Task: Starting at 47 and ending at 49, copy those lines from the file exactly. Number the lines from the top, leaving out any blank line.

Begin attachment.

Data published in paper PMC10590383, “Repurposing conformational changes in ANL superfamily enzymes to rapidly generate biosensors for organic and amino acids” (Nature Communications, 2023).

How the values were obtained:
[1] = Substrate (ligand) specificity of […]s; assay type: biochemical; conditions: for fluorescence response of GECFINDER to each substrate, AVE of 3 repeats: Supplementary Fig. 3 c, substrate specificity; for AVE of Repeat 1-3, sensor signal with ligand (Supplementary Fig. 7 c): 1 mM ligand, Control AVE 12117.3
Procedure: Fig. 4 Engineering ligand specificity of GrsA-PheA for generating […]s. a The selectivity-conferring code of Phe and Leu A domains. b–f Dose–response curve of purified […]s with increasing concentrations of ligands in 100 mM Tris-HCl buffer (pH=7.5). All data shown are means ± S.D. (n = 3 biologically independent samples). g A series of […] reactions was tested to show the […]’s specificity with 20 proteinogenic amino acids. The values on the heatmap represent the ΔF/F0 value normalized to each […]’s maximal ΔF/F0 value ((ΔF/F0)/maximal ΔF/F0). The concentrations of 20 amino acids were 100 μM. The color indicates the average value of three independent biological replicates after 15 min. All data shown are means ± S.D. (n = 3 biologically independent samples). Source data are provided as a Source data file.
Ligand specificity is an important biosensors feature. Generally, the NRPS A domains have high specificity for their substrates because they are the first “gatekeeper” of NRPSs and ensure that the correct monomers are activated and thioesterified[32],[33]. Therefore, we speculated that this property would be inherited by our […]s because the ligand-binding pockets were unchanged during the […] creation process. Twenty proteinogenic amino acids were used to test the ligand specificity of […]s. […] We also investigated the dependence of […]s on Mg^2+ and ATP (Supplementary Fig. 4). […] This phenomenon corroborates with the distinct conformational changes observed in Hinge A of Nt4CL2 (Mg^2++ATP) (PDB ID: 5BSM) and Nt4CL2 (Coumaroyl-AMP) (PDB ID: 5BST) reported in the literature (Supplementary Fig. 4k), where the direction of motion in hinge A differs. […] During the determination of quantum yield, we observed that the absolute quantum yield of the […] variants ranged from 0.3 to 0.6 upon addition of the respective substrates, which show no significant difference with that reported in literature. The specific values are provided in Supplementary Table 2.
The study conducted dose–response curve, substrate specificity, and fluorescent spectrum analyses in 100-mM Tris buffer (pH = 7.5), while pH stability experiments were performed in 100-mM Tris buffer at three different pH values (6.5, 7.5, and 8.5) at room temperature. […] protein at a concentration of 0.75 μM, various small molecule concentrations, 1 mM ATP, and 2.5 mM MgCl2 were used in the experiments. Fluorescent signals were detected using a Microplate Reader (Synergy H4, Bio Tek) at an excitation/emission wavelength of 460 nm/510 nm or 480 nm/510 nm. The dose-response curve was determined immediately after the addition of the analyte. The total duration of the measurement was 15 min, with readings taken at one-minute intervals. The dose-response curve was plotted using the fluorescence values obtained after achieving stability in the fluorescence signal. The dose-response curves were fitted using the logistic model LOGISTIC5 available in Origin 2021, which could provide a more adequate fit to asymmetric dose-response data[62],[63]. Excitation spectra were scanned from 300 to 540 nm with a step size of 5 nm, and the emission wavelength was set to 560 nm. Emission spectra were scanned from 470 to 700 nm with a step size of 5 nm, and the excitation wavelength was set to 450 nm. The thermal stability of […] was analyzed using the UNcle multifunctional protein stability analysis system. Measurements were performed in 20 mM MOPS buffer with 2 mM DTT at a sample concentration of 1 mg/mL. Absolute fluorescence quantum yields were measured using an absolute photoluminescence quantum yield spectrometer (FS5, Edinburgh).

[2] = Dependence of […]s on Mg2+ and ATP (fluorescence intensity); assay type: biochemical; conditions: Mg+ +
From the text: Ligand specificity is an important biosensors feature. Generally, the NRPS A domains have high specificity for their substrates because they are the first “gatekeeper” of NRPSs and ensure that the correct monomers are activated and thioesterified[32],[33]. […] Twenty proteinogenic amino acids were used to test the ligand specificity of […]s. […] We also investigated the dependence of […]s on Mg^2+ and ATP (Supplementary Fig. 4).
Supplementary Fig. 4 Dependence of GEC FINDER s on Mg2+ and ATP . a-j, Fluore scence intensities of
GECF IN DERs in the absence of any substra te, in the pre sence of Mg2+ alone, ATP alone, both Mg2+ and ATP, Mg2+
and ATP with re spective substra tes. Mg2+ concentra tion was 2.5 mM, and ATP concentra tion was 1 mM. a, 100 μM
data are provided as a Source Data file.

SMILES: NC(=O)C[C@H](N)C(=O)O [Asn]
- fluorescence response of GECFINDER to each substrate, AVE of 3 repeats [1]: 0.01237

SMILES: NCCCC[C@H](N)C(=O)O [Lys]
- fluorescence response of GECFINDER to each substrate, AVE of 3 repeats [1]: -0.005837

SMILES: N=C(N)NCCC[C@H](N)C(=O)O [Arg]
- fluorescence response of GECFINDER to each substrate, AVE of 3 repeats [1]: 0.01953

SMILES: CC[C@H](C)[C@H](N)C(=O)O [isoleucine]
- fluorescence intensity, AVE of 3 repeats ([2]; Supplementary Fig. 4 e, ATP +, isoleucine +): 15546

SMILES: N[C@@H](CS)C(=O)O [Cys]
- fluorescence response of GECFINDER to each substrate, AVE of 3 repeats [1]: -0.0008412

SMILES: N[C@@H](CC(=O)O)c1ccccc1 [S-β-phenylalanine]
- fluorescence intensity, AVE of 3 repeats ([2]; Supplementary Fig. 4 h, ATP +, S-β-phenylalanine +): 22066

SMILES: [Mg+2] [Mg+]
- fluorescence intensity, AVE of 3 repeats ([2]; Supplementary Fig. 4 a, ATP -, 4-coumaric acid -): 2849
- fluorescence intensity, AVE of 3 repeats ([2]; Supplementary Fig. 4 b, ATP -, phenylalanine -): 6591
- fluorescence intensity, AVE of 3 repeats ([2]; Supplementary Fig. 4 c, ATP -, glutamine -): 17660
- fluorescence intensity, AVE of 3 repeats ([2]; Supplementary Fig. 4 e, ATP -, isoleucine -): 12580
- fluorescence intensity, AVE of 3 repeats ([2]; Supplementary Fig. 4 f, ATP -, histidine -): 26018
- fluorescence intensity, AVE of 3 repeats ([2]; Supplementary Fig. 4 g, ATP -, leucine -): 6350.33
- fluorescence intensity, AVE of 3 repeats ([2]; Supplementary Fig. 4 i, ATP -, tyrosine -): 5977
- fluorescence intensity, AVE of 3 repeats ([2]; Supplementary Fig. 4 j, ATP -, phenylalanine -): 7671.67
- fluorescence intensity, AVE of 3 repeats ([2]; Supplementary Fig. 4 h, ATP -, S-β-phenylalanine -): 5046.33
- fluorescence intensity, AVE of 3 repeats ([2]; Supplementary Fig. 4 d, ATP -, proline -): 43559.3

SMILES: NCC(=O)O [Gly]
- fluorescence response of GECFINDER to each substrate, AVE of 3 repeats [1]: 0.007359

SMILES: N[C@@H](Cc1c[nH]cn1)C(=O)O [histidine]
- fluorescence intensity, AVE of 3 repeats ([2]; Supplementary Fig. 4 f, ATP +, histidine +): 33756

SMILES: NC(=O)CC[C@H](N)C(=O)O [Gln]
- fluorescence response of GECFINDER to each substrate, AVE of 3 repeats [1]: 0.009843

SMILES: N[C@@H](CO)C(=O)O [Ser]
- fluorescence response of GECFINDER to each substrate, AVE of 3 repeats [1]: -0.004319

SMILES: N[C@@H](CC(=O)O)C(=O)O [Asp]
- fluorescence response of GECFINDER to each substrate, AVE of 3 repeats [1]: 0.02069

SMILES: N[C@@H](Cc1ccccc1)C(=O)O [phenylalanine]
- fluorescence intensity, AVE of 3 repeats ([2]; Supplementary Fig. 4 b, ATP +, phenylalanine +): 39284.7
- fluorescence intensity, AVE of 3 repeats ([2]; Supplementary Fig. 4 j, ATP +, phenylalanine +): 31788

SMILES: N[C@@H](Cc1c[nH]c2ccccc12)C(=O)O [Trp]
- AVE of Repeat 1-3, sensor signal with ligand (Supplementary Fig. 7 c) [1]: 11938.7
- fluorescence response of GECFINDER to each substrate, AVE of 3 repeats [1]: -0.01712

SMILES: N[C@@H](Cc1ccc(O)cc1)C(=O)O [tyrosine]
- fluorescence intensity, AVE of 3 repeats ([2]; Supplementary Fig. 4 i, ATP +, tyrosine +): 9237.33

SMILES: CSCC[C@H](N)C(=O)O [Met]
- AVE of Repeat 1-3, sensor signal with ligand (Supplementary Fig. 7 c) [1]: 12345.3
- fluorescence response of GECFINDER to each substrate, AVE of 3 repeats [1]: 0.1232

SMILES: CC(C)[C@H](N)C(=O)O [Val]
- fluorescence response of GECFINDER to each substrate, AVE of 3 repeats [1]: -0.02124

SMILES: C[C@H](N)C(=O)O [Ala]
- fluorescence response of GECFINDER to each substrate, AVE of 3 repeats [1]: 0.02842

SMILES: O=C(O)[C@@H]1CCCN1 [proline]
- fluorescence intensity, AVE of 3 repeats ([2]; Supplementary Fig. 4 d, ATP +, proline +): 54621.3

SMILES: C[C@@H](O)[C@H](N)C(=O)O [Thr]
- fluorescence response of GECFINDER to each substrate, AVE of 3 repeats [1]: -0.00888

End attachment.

- fluorescence intensity, AVE of 3 repeats ([2]; Supplementary Fig. 4 b, ATP +, phenylalanine +): 39284.7
- fluorescence intensity, AVE of 3 repeats ([2]; Supplementary Fig. 4 j, ATP +, phenylalanine +): 31788

SMILES: N[C@@H](Cc1c[nH]c2ccccc12)C(=O)O [Trp]